Parkinson’s & Momma

I’ve been doing a lot of reading lately on the progression of Parkinson’s.  I’m concerned with what I’ve found.  While I know that every person is different and while some information is available, in my experience with Momma, well she is not text-book.

At one time the Farmer and I looked up the different stages, because according to everything I’ve read there are 5.  The one’s I’m concerned about are 4 & 5.

  • Stage four is accompanied by symptoms that affect walking and motility. The patient might be able to walk, but very poorly, and bradykinesia is often present. Bradykinesia is difficulty in movement, characterized by slow, deliberate actions. For instance, a Parkinson’s patient might have difficulty getting up from a sitting position or turning over in bed. After getting up, this stage of Parkinson’s affects the patient’s posture and gait. When walking, the patient can only achieve small steps similar to shuffling feet back and forth. Interestingly, the tremors that are present in earlier stages can become nonexistent at this stage of Parkinson’s.

Stage 5

  • Stage five of Parkinson’s is the final stage, and it usually takes over all movement of the patient. Patients are no longer able to take care of themselves, and assisted living or an in-home nurse is needed. Walking is usually impossible at this stage, and supportive care is needed for basic living. At this stage, incontinence, trouble sleeping, and mood disorders are present. The patient becomes entirely reliant on others for care, and immediate medical situations may occur.

Read more: Final Stages of Patients With Parkinson’s Disease |

I guess I have to acknowledge that Momma is in Stage 5.  But some days she is a Stage 4.  Thus, my confusion.

Momma asked me the other day “Parkinson’s affects the nervous system doesn’t it?”, I replied with “Yes, Momma, it kinda affects all of you, with a little Dementia thrown in”.

Momma gets agitated at things that the Farmer and I don’t know about.  I will have an experience with her and then have to ask the Farmer questions about her childhood, because right now her mind is playing a lot of tricks on her.

I know she is frustrated and very, very scared.  I spent one evening with her just locked in a hug for 10 minutes, because she was afraid.   She doesn’t understand why she see’s things, or sometimes what is real and what is not.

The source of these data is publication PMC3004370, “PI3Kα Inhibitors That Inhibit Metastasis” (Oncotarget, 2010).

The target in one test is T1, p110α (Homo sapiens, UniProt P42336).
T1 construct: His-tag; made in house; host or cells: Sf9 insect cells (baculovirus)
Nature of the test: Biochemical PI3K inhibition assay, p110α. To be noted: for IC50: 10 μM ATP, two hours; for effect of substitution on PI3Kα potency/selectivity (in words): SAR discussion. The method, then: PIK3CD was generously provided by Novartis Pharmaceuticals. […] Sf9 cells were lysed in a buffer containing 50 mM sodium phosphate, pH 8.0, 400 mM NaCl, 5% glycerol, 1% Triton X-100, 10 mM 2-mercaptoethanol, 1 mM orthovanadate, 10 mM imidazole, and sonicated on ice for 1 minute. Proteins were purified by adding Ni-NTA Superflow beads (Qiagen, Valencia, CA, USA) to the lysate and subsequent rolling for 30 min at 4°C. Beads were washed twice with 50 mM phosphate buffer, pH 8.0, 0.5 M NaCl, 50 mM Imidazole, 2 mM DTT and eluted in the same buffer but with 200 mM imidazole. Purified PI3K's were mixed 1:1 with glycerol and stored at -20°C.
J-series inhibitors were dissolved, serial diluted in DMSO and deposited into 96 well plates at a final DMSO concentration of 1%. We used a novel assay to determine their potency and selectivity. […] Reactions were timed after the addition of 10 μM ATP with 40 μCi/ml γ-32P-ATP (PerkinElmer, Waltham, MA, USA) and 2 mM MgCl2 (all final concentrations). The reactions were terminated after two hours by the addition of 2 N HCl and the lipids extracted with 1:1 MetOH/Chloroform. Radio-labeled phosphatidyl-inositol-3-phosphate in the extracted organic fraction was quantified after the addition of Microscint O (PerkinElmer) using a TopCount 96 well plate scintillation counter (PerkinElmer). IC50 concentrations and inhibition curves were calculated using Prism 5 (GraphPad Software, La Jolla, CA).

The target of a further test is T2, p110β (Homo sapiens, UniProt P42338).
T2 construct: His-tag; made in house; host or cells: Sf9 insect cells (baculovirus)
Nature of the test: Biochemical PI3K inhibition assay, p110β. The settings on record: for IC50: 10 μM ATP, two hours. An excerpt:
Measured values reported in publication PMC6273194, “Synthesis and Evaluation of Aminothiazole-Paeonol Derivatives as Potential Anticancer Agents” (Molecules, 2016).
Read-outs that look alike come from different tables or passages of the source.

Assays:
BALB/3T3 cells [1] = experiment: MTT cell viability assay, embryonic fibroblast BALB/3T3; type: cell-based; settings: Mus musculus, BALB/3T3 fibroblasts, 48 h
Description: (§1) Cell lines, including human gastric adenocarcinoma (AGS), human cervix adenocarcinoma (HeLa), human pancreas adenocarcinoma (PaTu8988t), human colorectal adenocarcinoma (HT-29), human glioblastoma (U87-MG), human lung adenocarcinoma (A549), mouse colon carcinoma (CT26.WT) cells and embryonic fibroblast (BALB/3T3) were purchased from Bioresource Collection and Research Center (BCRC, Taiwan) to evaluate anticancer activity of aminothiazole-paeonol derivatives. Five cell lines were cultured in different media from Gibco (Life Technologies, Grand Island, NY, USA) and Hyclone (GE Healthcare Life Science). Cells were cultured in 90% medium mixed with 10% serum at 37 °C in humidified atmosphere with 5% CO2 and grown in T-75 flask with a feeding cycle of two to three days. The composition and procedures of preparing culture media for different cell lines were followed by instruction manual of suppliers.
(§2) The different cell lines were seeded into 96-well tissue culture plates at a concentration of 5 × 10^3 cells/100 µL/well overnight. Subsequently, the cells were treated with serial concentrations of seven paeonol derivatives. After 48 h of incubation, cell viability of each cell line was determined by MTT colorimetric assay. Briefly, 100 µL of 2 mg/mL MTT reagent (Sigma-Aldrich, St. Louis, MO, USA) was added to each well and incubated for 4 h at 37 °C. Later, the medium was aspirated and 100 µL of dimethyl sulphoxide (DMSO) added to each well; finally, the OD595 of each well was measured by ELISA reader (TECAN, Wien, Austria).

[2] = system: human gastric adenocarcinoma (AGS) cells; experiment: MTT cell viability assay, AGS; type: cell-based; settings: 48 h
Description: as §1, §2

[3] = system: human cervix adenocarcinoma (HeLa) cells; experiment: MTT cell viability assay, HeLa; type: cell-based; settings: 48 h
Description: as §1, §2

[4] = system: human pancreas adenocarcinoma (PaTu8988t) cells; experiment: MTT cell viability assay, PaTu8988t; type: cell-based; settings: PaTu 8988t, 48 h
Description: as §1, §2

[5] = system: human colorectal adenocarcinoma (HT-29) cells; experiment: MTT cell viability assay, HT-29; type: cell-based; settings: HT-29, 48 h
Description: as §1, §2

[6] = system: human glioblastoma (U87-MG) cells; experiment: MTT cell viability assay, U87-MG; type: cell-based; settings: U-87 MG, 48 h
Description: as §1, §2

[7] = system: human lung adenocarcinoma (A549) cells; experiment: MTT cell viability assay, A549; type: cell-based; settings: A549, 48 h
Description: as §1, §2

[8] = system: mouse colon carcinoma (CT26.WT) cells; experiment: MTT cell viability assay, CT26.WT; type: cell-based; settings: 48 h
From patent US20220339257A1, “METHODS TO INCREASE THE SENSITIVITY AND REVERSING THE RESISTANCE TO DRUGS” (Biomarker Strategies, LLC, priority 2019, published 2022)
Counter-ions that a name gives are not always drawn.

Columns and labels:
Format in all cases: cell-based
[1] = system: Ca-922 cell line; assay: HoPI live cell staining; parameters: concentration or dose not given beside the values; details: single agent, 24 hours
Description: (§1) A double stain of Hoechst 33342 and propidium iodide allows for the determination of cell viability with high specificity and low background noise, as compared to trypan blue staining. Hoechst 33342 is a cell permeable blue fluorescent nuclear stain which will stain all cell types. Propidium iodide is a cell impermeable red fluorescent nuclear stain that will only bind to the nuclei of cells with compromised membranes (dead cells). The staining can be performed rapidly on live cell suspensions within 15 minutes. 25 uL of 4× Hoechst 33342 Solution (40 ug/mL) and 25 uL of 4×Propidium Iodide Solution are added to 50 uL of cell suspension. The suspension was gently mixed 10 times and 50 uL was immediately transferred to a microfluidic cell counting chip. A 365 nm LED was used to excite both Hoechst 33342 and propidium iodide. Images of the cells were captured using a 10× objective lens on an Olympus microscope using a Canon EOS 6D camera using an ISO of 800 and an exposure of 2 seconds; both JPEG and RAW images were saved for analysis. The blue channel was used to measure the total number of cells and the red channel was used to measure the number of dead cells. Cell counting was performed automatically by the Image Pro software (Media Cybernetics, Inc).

I have no medical training other than some things the Nursing Student has taught me, like how to body lift her, and how to roll her butt over in bed. and give her a bath.  Oh yea, and this one is embarrassing, but the first time I had to change Momma’s diaper that had poo in it, well I treated her like Camden….uhm…I kinda learned that’s NOT how you do it, although when explaining the story to the Nursing Student she got a bad case of the giggles, and then explained to me the PROPER way to do it.

I watched a movie the other night, not knowing what it was truly about, but I like the actress Anne Hathaway.  The movie was called Love and other Drugs, It was made in 2011, and it is a very good movie.  The reason I make reference to it is because it is about a Young Parkinson’s patient.  There is a line in the movie, and forgive me if I quote it wrong, I’m sorry,  but it went kinda like this: 

“If you are willing to take care of them, when they cannot speak, cannot walk, and you have to take care of them 24/7, wipe their butts, dress them, bathe them, and take care of them, then do it, I would do it all over again” 

Without giving away the movie and stuff,  this part in the movie resonated with me.  Mind you, I cried like a baby through this movie, The Electrician asked me if I didn’t want to watch it any more, to which he got told…don’t stop it NOW…duh….(sometimes you need to cry).

I guess, that a lot of people go through this, although a lot of people give up sooner and put their loved one’s in a Nursing home.  But ya know what?  I don’t want Momma being scared and lonely, if I can make her feel a little bit better and let her know that she is loved and taken care of then it makes both me and The Farmer feel better. 

If I get drained and feel the need to renew, regenerate and refresh myself, the Electrician is my Caregiver and he does a REALLY, REALLY good job of it. 

I guess, on the whole subject, Parkinson’s sucks BIG Twinkies, but we do the best with what we have and we know and what we can. 

But between me, the Farmer,  the Electrician, & the Nursing Student, we are doing well…and Momma, she knows she is loved.



One response

  1. I’ve known a couple people who have had Parkinson’. It is such a terrible, debilitating disease. Most people would say the love their parents, but they would be incapable of this level of caring. You demonstarte every day what love can (and should) be.

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